It is interesting that sometimes I start writting I think I'm going to talk about one thing and it turns out I ramble about another subject. I started writting about boring being underrated, but it turns out that I needed to spend more time taking care of me.

I’m often asked what I do all day in the hospital. “Do you just sit around all day long?”

Stay at home parents get “You must not do much, just play games all day!” People with desk jobs hear “It must be nice to not do much.” I’ve done all 3 and I get those comments a lot. The remark isn’t bad in and of itself, but the tone of “you must be lazy. You don’t do that much at all.” That gets to me. For a few reasons. First off, it totally discounts everything that is going on behind the scene, there is a TON of work that goes into all those things. And second, more importantly, why is slowing down bad?!


I was a desk jockey for a few years. My body ached all the time! I was constantly stressed about making sure my huge list of responsibilities were taken care of. I didn’t want to lose my job! The stress of sitting was pretty big. And eventually I was laid off as the company started to go under with The Rescission. Who was going to take care of me?

As a stay at home parent I took care of the majority of the household stuff. Cleaning, cooking, yardwork, and most importantly, Conor. He deserved some good times with his mom! I concentrated on taking care of his physical, mental and emotional wellbeing. That is a pretty heavy load. Who was going to pay attention to me?


Then, in the hospital, that is hard. I stay on high alert 100% of the time. I sleep very lightly just in case I get a call where we have to make an immediate decision. It doesn’t matter that that is a VERY rare occurrence, it is a hard thing to convince myself of that, so I don’t sleep. I am always watching for a worsening of a condition, someone to come in and tell me that the blood draws found something irreversible. Most of the time, I’m flipping out for no reason and I have to either get someone to talk me down, Todd, or find something to center myself and calm. Who is going to focus on me?!

Starting with my desk job I learned it was ok to slow down. I did my best work when I took a few minutes to just breath. As a new mom I learned fast it was ok to ask for help so I could get a tich of sleep so I could be awake to take care of Conor. As a mom of a complex child I have found it ABSOLUTELY VITAL to take a moment and realize that my mental and emotional health counts as much as Kadlin’s physical health. I realized that I need to take care of me.

This is in no way discounting the amazing support system I have starting with Todd as my first line of defense. I have my parents and siblings always ready to help lighten the load and be supportive of me. I have friends, gym family, doctors, nurses, therapist, social workers and pretty much anyone that gives a kind word. BUT, I have found that I need to be able to take care of myself as well.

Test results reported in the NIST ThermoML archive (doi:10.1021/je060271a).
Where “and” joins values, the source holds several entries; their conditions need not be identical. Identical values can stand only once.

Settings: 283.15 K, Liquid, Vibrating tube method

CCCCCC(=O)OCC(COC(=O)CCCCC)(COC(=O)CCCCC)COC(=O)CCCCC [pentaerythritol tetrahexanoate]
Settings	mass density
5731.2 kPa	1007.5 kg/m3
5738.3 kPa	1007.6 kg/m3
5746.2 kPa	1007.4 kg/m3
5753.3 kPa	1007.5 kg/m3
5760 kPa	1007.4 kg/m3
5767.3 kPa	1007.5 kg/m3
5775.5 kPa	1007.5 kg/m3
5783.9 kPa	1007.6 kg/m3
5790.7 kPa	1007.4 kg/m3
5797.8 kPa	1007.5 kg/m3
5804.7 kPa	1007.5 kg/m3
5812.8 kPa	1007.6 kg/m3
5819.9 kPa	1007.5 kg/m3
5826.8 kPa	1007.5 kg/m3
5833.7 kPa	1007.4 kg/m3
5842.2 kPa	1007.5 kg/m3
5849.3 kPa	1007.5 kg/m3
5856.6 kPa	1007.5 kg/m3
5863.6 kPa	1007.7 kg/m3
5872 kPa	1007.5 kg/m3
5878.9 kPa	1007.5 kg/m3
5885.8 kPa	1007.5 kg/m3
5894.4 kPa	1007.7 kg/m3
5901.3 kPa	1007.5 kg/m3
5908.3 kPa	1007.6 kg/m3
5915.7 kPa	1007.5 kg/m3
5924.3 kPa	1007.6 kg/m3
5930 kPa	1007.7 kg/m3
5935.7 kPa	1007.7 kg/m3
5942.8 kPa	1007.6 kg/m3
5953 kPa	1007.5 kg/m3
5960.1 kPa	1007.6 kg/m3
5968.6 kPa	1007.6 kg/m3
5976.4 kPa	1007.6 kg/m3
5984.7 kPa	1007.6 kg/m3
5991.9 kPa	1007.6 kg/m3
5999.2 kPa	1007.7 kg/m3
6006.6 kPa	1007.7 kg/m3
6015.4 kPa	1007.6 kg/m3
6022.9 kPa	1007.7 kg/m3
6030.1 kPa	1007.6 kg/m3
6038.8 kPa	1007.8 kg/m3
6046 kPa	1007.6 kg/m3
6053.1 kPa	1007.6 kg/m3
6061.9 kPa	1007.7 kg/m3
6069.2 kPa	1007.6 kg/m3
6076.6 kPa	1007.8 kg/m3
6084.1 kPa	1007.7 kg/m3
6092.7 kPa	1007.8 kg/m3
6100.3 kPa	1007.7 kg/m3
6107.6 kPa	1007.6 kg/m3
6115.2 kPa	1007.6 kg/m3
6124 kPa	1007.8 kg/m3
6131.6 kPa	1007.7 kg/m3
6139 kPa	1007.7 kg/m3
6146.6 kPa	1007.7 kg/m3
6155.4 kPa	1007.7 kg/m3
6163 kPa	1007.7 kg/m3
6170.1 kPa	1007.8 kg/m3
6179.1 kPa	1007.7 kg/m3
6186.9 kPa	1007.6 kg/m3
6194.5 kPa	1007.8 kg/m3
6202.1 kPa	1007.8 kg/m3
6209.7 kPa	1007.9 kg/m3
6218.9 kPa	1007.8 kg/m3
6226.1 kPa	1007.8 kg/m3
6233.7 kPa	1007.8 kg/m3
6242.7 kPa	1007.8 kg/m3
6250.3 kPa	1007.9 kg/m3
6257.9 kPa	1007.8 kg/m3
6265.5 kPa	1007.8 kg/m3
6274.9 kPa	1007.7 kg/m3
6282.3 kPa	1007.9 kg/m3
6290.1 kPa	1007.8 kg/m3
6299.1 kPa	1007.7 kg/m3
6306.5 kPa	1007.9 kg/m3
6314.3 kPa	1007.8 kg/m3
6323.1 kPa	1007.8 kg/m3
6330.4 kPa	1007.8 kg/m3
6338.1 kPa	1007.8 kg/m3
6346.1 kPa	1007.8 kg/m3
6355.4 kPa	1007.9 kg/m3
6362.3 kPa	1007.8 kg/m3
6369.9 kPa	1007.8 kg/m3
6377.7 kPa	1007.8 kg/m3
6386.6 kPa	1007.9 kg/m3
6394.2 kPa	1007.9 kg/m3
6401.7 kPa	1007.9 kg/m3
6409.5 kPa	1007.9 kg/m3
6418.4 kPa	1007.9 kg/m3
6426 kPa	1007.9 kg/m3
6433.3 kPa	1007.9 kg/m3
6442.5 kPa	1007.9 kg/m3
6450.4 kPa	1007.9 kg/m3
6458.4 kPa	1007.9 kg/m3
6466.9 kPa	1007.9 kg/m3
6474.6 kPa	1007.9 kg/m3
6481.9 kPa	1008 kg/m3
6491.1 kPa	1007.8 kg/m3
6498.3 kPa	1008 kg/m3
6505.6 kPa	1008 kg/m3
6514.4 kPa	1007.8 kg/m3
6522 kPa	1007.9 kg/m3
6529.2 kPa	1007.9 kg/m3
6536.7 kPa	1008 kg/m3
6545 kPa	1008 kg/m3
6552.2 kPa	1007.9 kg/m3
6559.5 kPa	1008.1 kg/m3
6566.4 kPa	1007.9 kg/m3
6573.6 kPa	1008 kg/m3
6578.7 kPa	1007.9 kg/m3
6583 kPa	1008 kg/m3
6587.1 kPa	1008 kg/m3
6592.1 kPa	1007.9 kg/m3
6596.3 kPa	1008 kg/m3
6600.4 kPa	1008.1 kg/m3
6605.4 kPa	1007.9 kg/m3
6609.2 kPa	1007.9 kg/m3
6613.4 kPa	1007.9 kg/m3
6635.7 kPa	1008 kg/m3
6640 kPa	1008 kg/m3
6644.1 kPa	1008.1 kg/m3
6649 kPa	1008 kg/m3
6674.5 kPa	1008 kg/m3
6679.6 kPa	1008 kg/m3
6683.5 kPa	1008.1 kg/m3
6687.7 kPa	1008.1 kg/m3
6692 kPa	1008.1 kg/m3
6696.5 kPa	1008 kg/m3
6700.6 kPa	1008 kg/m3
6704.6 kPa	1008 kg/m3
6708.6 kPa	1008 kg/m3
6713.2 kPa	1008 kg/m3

So, what do I do at the hospital? I do things that bring me back to earth and ground me in the moment. I take care of myself, even if to you it seems boring. I have myself an adult coloring book, yes the one with all the vulgar words J, I play the piano and sing, I read, I drink some coffee, I use the alone time to look inward and have conversations with myself, I workout. Once emergencies have passed and I have taken time to ground myself I use the time for personal improvement. I do research and work on becoming a better coach for my Gym Family. When I take care of me, I can better take care of those I have committed to help. 

How do I fit any of those in being as busy as I am? Simple. I know I matter just as much as any other responsibility I have. I have a responsibility to myself. I also know that if I don’t take a time out for myself I will not function as well. Which means, I won’t have my full mental capacity with me if I try to make a decision, large or small. To me, that sounds far worse than just taking some time for myself doing something that I love that takes care of me.

I’ve noticed that when I take time to do what I love I am more able to handle stress and the emergencies where I may not get the time in that I need. I am balanced and able to deal with situations and NOT flip out, which is always a good thing. I don’t often get to the point of being emotionally depleted and drained because I have taken care of myself the whole time, not just when I “break”.   

I make time for myself so that I can put my heart and soul into the people I love. And the beautiful thing is, I have found I love myself as much as I love my family. I can show it by taking care of me. I have scheduled “me time”. At home that is normally my hour for working out. I concentrate on me and I then am able to turn that into being my very best for Todd, my kids, and anyone I happen to see throughout the day, all the while feeling good about myself and being happy in my own skin.

Mary Beth Stubbs  

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